Info-tech

Hackers on the prowl; break into Congress' 2 official Web sites

Our Bureau New Delhi | Updated on December 09, 2011

The defacement of the site comes amidst the ongoing debate over the recent Government move to crackdown on offensive content on social networking sites.



It is the hackers, not users of social networking sites, who need to be dealt with first.

Just days after the Communications and IT Minister, Mr Kapil Sibal, stressed on norms to regulate online content, hackers on Friday broke into the official Web site of the Congress and posted objectionable material purportedly on Sonia Gandhi's profile.

Offensive content

“The hackers changed one para…put in obscenities…it was in the inner pages,” said AICC Computer Department Chief, Mr Vishwajeet Prithvijeet Singh.

He did not elaborate on which page the offensive content was posted.

Two sites of Congress — >aicc.org.in and >congress.org.in — were attacked, while a third mirror site — >inc.org.in — was unharmed. The online attack on the Congress sites came on the day the party chief turned 66.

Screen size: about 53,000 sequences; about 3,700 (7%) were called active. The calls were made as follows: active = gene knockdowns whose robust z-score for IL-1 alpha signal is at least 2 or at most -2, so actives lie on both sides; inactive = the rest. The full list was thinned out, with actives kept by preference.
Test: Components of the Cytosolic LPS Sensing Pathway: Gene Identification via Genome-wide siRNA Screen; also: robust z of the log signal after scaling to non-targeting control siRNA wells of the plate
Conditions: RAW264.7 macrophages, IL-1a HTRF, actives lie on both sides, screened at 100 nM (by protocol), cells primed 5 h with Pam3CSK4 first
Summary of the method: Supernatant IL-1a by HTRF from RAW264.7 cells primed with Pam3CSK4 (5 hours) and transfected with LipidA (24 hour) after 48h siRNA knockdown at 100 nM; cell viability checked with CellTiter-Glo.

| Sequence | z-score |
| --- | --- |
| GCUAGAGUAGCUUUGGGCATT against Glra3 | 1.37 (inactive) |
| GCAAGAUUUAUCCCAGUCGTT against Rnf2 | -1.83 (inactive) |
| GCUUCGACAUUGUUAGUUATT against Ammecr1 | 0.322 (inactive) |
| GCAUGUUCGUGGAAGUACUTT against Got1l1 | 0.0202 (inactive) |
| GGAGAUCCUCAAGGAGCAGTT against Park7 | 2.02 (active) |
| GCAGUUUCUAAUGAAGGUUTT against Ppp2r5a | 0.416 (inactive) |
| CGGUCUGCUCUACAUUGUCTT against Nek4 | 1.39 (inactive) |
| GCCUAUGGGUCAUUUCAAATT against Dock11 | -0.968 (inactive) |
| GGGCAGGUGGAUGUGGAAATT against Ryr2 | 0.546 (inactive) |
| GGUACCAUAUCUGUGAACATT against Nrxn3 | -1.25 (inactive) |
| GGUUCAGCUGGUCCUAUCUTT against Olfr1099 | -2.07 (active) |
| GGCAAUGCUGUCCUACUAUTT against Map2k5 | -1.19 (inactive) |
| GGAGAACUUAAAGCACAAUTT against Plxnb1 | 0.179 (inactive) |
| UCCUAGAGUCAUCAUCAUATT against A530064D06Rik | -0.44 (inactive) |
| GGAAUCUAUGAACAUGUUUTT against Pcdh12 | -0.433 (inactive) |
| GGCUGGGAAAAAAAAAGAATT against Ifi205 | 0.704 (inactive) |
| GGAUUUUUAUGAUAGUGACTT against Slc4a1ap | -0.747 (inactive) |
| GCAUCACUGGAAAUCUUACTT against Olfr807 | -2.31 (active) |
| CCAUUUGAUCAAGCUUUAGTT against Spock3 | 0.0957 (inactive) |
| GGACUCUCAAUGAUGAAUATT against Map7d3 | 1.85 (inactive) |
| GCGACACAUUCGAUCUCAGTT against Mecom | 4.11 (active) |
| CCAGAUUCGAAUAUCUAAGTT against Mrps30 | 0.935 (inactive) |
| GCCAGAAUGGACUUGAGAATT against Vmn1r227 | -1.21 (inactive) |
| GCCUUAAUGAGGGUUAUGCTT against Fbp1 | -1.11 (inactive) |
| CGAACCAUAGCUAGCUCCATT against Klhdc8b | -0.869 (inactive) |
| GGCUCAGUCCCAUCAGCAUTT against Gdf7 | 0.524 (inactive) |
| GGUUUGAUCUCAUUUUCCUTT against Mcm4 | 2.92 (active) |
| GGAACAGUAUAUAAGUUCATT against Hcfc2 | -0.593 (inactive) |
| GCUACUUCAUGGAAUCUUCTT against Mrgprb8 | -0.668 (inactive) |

“It (hacking) was brought to our notice around 10 a.m. and the site was immediately closed. It was back and running around 3 p.m.,” he said.

Mr Singh said a police complaint is yet to be filed. “We are conducting an investigation on the incident, including aspects such as the location from which the attack was launched,” he said.

Stating it was difficult to thwart every attack, Mr Singh pointed out, “even the most protected sites get hacked. No one is immune to hacking. We can investigate post-facto and ensure that the best firewalls are put in place.”

Bailable offence

The defacement of Congress' official site comes amidst the ongoing debate over the recent Government move to crackdown on offensive content on social networking sites. Hacking is an offence under Sections 43 and 66 of the IT Act and punishable with three years imprisonment and fine.

“However, it is bailable. We need stringent provisions and punishments to deter such attacks in cyberspace, and hence, these offences need to be made non-bailable,” cyberlaw expert Mr Pavan Duggal said.

> moumita@thehindu.co.in

Published on December 09, 2011

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